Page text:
Mayor Bill de Blasio launched a program to connect restaurants to federal relief funds, Wednesday, April 28, to provide emergency assistance for eligible restaurants and bars impacted by COVID-19.
“New York City’s restaurants have worked tirelessly to keep the lights on, keep their workers employed, and keep their neighborhoods vibrant. Now, it’s time to connect them to the support they deserve,” said de Blasio in a statement. “We can’t afford to let local restaurants fall through the cracks, and I’m proud to give every establishment the resources to access federal assistance.”
The program is called the Fair Share NYC, which will work to connect restaurant owners through weekly webinars about the federal Restaurant Revitalization Fund (RRF) and prepare their applications. The program builds off of the city’s Paycheck Protection Program PPP, a forgivable loan to help businesses keep their workforce employed, but the RRF is a part of the Biden Administration’s American Rescue Plan Act.
The RRF will provide non-taxable grants to restaurants with funding equal to their pandemic-related revenue loss up to $10 million per business and no more than $5 million per physical location, said the Small Business Administration (SBA). The federal government aims to prioritize veteran, women-owned, and minority-owned businesses in the first 21 days of the RRF grant program after it opens in May.
“The restaurant industry is essential to New York City’s social and economic fabric but has faced unprecedented financial challenges as we navigated the health crisis,” said Commissioner of Small Business Services (SBS) Jonnel Doris. “SBS will continue to serve on the frontline of recovery by helping connect our City’s restaurants to this federal grant.”
Since the beginning of the pandemic, the SBS has assisted more than 4,000 businesses with over $294 million in PPP applications and connected over 5,000 businesses with $142 million in loans and grants, said the SBS.
“Our restaurants and small businesses define our city and have faced ultimate uncertainty through COVID-19. Many of us have worked to ensure they stay afloat over the past several months. With federal relief on its way, it is critical that restaurants get the support they need. Thanks to the Mayor, MOME, and SBS helping these funds get to our cherished establishments,” said Councilmember Keith Powers.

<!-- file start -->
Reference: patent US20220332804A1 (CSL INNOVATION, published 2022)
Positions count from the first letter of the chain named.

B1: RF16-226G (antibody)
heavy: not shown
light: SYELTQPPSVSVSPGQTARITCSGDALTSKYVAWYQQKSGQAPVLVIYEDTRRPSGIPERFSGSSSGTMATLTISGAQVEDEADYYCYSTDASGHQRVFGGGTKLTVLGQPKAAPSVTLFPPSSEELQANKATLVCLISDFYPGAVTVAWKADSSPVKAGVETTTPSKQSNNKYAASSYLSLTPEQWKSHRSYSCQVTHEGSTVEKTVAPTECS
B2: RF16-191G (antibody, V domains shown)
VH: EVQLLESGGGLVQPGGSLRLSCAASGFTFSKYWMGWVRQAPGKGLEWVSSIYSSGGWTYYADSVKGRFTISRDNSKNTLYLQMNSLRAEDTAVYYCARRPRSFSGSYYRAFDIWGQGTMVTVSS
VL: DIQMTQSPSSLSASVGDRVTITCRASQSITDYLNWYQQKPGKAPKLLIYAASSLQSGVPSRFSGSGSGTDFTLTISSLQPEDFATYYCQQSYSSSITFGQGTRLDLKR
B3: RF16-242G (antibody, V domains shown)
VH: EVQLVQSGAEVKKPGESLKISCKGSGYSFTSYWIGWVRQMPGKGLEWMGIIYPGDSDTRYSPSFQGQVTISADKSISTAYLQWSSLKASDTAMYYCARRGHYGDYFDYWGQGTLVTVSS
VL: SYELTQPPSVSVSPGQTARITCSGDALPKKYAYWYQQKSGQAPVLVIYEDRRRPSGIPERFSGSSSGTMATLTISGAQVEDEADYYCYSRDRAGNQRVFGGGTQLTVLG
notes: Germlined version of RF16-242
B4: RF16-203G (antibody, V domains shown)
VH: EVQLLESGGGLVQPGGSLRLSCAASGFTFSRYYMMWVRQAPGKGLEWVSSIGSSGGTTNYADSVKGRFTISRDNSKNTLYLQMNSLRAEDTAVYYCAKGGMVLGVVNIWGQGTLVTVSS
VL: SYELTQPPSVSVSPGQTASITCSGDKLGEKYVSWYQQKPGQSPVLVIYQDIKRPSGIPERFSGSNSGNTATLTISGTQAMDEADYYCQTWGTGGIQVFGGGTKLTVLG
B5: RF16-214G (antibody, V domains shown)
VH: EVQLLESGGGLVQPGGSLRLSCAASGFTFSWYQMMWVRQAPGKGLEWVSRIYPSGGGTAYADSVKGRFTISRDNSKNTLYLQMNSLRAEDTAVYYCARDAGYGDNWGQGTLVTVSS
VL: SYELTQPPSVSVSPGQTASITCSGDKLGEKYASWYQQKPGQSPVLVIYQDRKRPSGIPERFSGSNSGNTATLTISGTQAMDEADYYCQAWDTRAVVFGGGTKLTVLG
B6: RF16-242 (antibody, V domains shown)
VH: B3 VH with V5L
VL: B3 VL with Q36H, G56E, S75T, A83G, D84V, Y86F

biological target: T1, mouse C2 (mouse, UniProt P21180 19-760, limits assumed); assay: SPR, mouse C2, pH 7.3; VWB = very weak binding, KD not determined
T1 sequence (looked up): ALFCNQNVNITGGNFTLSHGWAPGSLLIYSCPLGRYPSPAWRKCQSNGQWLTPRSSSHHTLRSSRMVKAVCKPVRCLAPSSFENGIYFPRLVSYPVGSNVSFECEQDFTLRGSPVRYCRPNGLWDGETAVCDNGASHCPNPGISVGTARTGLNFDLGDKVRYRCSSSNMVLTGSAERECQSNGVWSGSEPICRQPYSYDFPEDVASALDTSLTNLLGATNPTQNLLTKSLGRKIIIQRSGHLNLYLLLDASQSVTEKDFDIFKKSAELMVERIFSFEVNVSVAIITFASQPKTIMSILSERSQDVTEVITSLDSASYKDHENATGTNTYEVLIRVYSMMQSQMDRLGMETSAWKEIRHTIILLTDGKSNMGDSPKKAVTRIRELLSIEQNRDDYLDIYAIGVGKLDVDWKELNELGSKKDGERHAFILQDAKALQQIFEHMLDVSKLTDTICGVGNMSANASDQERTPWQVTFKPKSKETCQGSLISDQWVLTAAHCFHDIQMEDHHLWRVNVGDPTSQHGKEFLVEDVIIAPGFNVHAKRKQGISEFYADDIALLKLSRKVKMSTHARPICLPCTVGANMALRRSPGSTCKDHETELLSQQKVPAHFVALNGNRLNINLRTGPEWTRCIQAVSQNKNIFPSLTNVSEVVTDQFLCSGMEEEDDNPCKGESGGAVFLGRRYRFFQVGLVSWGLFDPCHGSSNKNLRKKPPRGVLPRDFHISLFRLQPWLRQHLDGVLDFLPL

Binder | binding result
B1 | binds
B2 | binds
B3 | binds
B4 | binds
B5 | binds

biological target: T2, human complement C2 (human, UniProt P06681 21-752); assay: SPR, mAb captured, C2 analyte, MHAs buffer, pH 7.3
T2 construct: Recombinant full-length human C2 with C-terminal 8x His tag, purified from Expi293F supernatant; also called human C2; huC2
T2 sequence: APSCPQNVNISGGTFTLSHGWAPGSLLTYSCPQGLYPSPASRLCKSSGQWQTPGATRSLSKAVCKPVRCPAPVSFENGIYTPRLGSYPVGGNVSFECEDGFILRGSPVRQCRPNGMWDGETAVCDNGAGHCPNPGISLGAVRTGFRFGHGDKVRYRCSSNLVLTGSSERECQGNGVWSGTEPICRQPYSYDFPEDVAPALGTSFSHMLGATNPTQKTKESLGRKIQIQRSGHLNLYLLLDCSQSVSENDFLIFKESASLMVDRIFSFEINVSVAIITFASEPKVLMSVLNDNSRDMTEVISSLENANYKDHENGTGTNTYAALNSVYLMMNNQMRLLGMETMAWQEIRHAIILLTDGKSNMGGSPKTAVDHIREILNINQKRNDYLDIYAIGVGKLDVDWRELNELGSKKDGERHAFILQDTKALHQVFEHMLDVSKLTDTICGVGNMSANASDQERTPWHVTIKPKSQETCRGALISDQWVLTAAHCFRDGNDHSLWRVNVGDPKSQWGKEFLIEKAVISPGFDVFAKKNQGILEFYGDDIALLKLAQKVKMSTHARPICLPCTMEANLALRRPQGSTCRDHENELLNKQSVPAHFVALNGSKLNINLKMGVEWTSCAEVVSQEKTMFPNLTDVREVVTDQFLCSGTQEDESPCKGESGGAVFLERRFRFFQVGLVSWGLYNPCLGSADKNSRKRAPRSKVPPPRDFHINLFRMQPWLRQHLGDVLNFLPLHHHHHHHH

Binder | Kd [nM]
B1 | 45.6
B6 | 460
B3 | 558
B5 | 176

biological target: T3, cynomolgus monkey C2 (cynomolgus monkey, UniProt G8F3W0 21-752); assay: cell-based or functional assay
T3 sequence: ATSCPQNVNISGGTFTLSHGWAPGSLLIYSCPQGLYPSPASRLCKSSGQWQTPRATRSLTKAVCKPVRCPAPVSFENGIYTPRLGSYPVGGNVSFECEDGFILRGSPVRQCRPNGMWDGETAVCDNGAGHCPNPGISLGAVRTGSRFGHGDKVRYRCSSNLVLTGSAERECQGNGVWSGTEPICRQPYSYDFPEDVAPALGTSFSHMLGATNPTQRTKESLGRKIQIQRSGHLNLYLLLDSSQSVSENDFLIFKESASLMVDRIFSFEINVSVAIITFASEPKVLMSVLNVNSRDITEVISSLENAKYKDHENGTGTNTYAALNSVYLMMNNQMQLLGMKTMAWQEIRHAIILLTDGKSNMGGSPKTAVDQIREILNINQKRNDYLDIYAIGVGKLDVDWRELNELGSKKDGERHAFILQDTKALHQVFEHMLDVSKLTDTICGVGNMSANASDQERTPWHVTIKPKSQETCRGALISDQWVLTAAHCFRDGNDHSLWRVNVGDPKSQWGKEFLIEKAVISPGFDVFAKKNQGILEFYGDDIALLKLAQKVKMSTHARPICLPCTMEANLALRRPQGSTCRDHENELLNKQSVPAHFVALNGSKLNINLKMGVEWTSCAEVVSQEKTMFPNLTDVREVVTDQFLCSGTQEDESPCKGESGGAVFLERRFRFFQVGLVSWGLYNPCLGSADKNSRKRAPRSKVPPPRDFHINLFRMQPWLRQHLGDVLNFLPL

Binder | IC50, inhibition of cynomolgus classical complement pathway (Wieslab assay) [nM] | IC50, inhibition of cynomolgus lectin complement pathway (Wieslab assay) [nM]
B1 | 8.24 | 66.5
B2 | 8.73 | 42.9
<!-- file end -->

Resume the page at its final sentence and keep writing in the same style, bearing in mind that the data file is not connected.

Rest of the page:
Councilmember Antonio Reynoso, who worked to champion the open streets restaurant program last year, said he was excited that the city is working to facilitate connecting businesses to much-needed federal aid.
“Our restaurants have been crying out for relief and now that it’s been secured, it is critical that we funnel it to businesses as quickly as possible, but with an eye toward equity, prioritizing veteran, women, and minority-owned businesses first. I look forward to working with the Mayor’s office, my colleagues at the federal level, and our local businesses to ensure this program’s success,” said Reynoso.
“New York City’s restaurant industry has been devastated by the Covid-19 pandemic, and the recently enacted Restaurant Revitalization Fund provides the sector with incredible support to help them survive, but that’s only if they can access the grant funding,” said NYC Hospitality Alliance Executive Director Andrew Rigie.
Restaurants awarded are not required to repay the grants as long as funds are used for eligible uses no later than March 11, 2023, said the SBA.
Registration for the SBA application portal will begin on Friday, April 30, 2021, at 9 a.m. Applications will open on Monday, May 3.
Restaurants, food stands, food trucks, food carts, caterers, bars, saloons, lounges, taverns, bakeries, tasting rooms, taprooms, breweries, and wineries are among the businesses included that qualify.